Court, and his wife Brenda received a three and a half year

The abuse came to light after the couple’s own children
Preston, Tammy and Aaron, and a friend Wayne Muffett were accused
of assaulting a 40-year-old woman. They were said to have copied
their parents’ behaviour.

The boy and girl abused by the Tanners’ came forward
during the inquiry. The parents were convicted at an earlier trial
of 20 offences including grievous bodily harm, wounding and
administering noxious substances.

Source:- The Times Thursday 18 July page 12

Half of Britons will care for their old or sick

More than half of all adults in Britain will care for ageing
parents, sick partners or friends at some stage in their lives, a
study said yesterday.

Two thirds of women and more than half of men will provide at
least 20 hours of informal care per week before they reach 75 years

Michael Hirst of the University of York’s social policy
research unit says caring responsibilities are growing because
disabled, sick and older people are living longer.

“More adults are becoming heavily involved in providing longer
episodes of care,” he said. “These trends reflect changes in
society including: rising numbers of frail old people, increased
chances of living with a spouse in old age, higher rate of home
ownership…and continuing improvements in the life expectancy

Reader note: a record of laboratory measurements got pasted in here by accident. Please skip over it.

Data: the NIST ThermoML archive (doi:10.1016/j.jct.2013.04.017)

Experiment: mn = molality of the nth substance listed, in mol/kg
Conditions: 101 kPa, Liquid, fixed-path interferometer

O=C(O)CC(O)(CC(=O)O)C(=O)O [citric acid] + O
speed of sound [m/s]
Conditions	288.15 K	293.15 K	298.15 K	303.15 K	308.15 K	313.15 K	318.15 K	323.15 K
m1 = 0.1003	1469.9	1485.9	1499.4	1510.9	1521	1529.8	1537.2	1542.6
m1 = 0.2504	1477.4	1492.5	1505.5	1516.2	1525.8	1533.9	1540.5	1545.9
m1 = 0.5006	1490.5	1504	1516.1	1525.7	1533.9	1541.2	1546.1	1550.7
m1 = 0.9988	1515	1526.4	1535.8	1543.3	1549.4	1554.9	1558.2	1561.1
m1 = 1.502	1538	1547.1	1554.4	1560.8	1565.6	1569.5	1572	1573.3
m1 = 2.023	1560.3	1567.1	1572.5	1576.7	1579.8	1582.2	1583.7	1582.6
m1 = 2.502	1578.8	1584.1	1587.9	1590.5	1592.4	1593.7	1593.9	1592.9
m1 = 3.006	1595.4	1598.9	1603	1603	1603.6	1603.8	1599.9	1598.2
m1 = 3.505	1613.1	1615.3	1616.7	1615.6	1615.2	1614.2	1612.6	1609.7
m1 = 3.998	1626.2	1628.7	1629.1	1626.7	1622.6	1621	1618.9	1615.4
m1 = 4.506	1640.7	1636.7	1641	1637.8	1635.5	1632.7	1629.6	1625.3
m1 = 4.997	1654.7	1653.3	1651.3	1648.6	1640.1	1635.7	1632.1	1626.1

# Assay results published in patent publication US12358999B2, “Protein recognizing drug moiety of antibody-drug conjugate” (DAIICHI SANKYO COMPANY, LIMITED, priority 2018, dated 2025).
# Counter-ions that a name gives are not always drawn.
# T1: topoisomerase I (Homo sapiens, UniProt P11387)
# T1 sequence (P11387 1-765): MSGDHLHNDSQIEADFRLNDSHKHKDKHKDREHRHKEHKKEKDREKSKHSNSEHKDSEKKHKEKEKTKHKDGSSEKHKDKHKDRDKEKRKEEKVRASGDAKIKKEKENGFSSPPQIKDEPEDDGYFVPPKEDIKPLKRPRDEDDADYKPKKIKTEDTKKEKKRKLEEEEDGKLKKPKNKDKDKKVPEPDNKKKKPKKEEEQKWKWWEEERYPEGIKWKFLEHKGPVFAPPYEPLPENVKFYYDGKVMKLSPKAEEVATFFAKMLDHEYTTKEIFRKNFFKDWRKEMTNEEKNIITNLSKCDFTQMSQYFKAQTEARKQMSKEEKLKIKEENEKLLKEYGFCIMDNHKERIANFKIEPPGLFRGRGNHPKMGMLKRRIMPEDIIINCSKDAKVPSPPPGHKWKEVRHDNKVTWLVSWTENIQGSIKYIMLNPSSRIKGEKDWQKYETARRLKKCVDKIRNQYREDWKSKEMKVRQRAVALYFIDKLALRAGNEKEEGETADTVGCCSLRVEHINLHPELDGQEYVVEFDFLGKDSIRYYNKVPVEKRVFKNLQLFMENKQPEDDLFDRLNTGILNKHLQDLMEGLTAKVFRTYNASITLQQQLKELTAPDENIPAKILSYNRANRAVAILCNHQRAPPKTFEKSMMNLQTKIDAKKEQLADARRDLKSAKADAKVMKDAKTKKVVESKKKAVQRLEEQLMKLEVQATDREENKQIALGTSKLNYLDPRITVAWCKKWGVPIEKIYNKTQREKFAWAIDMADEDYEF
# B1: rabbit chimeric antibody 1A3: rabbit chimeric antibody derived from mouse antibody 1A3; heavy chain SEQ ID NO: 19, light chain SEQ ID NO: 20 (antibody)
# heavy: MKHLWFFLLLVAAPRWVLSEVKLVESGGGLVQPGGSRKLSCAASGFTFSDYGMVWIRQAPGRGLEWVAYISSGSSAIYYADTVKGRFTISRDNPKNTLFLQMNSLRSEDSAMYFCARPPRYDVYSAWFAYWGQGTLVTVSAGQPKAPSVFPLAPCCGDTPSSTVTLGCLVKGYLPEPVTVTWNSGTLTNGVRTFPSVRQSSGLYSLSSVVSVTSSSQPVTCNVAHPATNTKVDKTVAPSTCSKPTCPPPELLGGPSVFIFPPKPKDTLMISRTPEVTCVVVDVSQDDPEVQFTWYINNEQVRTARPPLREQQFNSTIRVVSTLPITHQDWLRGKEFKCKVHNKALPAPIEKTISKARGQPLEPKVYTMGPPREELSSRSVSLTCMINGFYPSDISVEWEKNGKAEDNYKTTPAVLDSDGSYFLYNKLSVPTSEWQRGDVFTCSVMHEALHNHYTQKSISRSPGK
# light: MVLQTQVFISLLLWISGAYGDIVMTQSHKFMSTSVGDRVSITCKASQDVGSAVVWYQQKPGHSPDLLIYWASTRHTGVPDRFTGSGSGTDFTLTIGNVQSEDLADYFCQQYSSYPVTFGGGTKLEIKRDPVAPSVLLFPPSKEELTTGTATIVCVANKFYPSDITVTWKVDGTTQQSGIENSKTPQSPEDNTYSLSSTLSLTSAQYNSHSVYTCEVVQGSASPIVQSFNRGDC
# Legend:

of severely disabled children.”

Source:- Independent Thursday 18 July page 9

Scottish and Welsh papers

Fugitive teacher arrested

A teacher who fled Scotland in his yacht after facing child
abuse charges two years ago has been arrested in Ceuta, Spain and
is set to return home to stand trial.

Paul Firth faces 19 child sex abuse charges at the High Court,
Dundee. He is alleged to have sexually abused boys, some as young
as nine years, between 1974 and 1996 at various locations ranging
from Oxfordshire to the north east of Scotland.

Source:- The Daily Record Thursday 18 July page 16

The tragedy of asthma

A full-length feature examines the increase in asthma, its
cause, treatment and social implications for families and

Source:- The Herald Thursday 18 July page 12

Crumbling Wales’s cash crisis

Public services in Wales are in a state of crisis with crumbling
services, striking workers and a desperate lack of cash.

Yesterday as almost all council workers went on strike in the
principality, a damning report from the Audit Commission unveiled a
picture of services failing both in cash and quality.

The report says that Wales still lags behind in key areas like
health, housing and social services, although education and lower
crime rates are areas where Wales is outperforming England.

The controller of the Audit Commission, Sir Andrew Foster,
warned that if improvements are not made in housing and social
services when its next report is published in three years, it will
be up to the people of Wales to make their own judgment.

Source:- Western Mail Thursday 18 July page 1

Hutt passing the buck over care homes, AMs

Health minister Jane Hutt was accused last night of washing her
hands over the looming crisis in care homes.

Assembly members criticised her for “passing the buck” for the
financial investment that is needed to secure their short-term

There are warnings that Welsh care homes need a cash injection
of £100m or half will be forced to close in the next six

Assembly members questioned the health minister about the
complicated fee structure that sees the private sector paid up to
25 per cent less than council-run homes.

Hutt said it was the responsibility of local government to fix
the fees and that the Assembly did not have the power to

Source:- Western Mail Thursday 18 July page 1